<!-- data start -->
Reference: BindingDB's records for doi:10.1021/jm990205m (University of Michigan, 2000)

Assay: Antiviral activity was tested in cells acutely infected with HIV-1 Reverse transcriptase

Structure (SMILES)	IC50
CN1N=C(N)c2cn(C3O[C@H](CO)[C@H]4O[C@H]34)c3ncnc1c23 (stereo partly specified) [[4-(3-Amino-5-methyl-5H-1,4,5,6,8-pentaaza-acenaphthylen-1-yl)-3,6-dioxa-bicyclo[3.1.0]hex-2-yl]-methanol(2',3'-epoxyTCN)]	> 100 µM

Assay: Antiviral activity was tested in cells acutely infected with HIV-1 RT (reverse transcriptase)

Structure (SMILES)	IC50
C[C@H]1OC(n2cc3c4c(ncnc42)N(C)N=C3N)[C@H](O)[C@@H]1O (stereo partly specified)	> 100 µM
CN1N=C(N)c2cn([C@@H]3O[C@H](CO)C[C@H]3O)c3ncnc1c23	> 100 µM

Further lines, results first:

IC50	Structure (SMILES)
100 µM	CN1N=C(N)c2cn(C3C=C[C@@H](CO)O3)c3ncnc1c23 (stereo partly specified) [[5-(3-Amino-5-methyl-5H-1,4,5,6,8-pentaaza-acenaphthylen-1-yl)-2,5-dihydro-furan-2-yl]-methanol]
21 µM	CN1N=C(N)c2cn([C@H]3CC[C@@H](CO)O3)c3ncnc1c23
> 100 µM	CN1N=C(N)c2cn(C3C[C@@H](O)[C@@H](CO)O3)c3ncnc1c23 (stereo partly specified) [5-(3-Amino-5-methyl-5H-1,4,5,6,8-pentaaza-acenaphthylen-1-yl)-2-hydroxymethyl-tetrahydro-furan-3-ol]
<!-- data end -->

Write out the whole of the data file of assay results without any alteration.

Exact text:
Reference: BindingDB's records for doi:10.1021/jm990205m (University of Michigan, 2000)

Assay: Antiviral activity was tested in cells acutely infected with HIV-1 Reverse transcriptase

Structure (SMILES)	IC50
CN1N=C(N)c2cn(C3O[C@H](CO)[C@H]4O[C@H]34)c3ncnc1c23 (stereo partly specified) [[4-(3-Amino-5-methyl-5H-1,4,5,6,8-pentaaza-acenaphthylen-1-yl)-3,6-dioxa-bicyclo[3.1.0]hex-2-yl]-methanol(2',3'-epoxyTCN)]	> 100 µM

Assay: Antiviral activity was tested in cells acutely infected with HIV-1 RT (reverse transcriptase)

Structure (SMILES)	IC50
C[C@H]1OC(n2cc3c4c(ncnc42)N(C)N=C3N)[C@H](O)[C@@H]1O (stereo partly specified)	> 100 µM
CN1N=C(N)c2cn([C@@H]3O[C@H](CO)C[C@H]3O)c3ncnc1c23	> 100 µM

Further lines, results first:

IC50	Structure (SMILES)
100 µM	CN1N=C(N)c2cn(C3C=C[C@@H](CO)O3)c3ncnc1c23 (stereo partly specified) [[5-(3-Amino-5-methyl-5H-1,4,5,6,8-pentaaza-acenaphthylen-1-yl)-2,5-dihydro-furan-2-yl]-methanol]
21 µM	CN1N=C(N)c2cn([C@H]3CC[C@@H](CO)O3)c3ncnc1c23
> 100 µM	CN1N=C(N)c2cn(C3C[C@@H](O)[C@@H](CO)O3)c3ncnc1c23 (stereo partly specified) [5-(3-Amino-5-methyl-5H-1,4,5,6,8-pentaaza-acenaphthylen-1-yl)-2-hydroxymethyl-tetrahydro-furan-3-ol]